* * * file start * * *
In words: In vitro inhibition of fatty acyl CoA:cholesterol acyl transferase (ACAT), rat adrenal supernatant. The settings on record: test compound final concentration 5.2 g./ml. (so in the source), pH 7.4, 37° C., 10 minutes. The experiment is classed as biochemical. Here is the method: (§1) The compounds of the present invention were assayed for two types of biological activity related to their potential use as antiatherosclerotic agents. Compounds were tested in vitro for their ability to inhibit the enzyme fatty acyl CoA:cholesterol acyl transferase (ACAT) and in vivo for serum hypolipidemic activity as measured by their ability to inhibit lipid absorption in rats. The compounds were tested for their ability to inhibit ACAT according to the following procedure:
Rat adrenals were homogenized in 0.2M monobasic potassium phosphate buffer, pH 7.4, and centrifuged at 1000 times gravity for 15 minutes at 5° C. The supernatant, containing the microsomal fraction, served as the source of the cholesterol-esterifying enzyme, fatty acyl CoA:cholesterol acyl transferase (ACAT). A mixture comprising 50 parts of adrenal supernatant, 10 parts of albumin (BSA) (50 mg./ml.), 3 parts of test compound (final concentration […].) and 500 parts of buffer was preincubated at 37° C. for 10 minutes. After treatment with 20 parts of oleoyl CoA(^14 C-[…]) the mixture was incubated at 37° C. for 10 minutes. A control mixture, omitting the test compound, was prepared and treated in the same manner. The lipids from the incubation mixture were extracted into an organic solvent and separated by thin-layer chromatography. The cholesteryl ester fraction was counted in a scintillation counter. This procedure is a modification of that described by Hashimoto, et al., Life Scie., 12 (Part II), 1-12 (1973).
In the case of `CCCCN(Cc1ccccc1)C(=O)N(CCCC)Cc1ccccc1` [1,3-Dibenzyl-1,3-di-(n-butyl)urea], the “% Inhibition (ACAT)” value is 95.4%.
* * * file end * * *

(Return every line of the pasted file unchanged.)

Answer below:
In words: In vitro inhibition of fatty acyl CoA:cholesterol acyl transferase (ACAT), rat adrenal supernatant. The settings on record: test compound final concentration 5.2 g./ml. (so in the source), pH 7.4, 37° C., 10 minutes. The experiment is classed as biochemical. Here is the method: (§1) The compounds of the present invention were assayed for two types of biological activity related to their potential use as antiatherosclerotic agents. Compounds were tested in vitro for their ability to inhibit the enzyme fatty acyl CoA:cholesterol acyl transferase (ACAT) and in vivo for serum hypolipidemic activity as measured by their ability to inhibit lipid absorption in rats. The compounds were tested for their ability to inhibit ACAT according to the following procedure:
Rat adrenals were homogenized in 0.2M monobasic potassium phosphate buffer, pH 7.4, and centrifuged at 1000 times gravity for 15 minutes at 5° C. The supernatant, containing the microsomal fraction, served as the source of the cholesterol-esterifying enzyme, fatty acyl CoA:cholesterol acyl transferase (ACAT). A mixture comprising 50 parts of adrenal supernatant, 10 parts of albumin (BSA) (50 mg./ml.), 3 parts of test compound (final concentration […].) and 500 parts of buffer was preincubated at 37° C. for 10 minutes. After treatment with 20 parts of oleoyl CoA(^14 C-[…]) the mixture was incubated at 37° C. for 10 minutes. A control mixture, omitting the test compound, was prepared and treated in the same manner. The lipids from the incubation mixture were extracted into an organic solvent and separated by thin-layer chromatography. The cholesteryl ester fraction was counted in a scintillation counter. This procedure is a modification of that described by Hashimoto, et al., Life Scie., 12 (Part II), 1-12 (1973).
In the case of `CCCCN(Cc1ccccc1)C(=O)N(CCCC)Cc1ccccc1` [1,3-Dibenzyl-1,3-di-(n-butyl)urea], the “% Inhibition (ACAT)” value is 95.4%.